Rautenbach, C. and Blair, B.: Marine meteorological forecasts for coastal ocean users – perceptions, usability and uptake, Geosci. Commun., 4, 361–381, https://doi.org/10.5194/gc-4-361-2021, 2021.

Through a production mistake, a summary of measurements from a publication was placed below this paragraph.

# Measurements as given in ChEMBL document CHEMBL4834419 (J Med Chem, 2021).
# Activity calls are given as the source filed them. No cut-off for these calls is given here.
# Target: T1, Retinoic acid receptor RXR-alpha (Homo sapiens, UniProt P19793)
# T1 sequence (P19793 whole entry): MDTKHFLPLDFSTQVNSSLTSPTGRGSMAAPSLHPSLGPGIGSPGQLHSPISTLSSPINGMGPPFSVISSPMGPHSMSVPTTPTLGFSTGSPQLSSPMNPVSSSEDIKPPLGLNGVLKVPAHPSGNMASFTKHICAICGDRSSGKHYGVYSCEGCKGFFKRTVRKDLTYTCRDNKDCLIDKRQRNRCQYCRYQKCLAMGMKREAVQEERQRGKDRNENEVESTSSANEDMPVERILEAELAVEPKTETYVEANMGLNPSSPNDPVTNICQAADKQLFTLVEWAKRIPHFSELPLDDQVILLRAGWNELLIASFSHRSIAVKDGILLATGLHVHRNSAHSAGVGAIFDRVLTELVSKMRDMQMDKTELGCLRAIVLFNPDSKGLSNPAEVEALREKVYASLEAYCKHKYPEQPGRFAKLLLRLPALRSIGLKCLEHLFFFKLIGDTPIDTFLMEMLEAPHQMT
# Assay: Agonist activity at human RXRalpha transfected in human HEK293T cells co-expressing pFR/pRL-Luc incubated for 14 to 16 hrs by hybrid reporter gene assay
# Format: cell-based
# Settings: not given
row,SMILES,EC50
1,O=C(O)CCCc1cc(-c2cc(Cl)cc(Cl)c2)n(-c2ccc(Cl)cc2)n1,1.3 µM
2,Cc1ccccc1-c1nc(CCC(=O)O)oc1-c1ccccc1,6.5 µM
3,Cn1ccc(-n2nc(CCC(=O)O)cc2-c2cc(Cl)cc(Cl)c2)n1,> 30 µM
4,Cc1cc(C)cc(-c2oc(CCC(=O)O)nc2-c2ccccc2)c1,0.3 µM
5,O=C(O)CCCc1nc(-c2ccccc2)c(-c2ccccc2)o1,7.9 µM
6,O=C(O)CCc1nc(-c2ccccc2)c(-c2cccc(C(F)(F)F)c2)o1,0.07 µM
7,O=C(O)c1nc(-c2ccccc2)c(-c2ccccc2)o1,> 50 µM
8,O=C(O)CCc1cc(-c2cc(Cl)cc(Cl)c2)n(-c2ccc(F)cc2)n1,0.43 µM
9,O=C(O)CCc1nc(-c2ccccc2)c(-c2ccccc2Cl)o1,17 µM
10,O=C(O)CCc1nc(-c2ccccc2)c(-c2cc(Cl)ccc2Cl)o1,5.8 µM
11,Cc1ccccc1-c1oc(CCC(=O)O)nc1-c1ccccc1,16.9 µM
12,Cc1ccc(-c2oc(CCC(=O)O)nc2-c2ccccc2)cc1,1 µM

The present study aims to address a disconnect between science and the public in the form of a potential misalignment in the supply and demand of information known as the usability gap. In this case, we explore the salience of marine meteorological (metocean) information as perceived by users in two Southern Hemisphere countries: South Africa and New Zealand. Here, the focus is not only on the perceptions, usability and uptake of extreme event forecasts but rather focused on general, routine forecast engagement. The research was conducted by means of a survey, designed around three research questions. The research questions covered topics ranging from forecasting tool ergonomics, accuracy and consistency, usability, institutional reputation, and uncertainties related to climate change (to name but a few). The online questionnaire was widely distributed to include both recreational and commercial users. The study focused on identifying potential decision-making cultures that uniquely impact coastal ocean users' information needs. Cultural consensus analysis (CCA) was used to investigate shared understandings and variations in perceptions within the total group of respondents as well as in sectoral and country-based subgroups. We found varying degrees of consensus in the whole group (participants from both countries and all sectors combined) versus different subgroups of users. All participants taken together exhibited an overall moderate cultural consensus regarding the issues presented but with some variations in perspectives at the country-level, suggesting potential subcultures. Analysing national and sectoral subgroups separately, we found the most coherent cultural consensus in the South African users' cohort, with strong agreement regardless of sectoral affiliation. New Zealand's commercial users' cohort had the weakest agreement with all other subgroups. We discuss the implications from our findings on important factors in service uptake and therefore on the production of salient forecasts. Several priorities for science-based forecasts in the future are also reflected on, considering anticipated climate change impacts. We conclude by proposing a conceptual diagram to highlight the important interplay between forecast product co-development and scientific accuracy/consistency.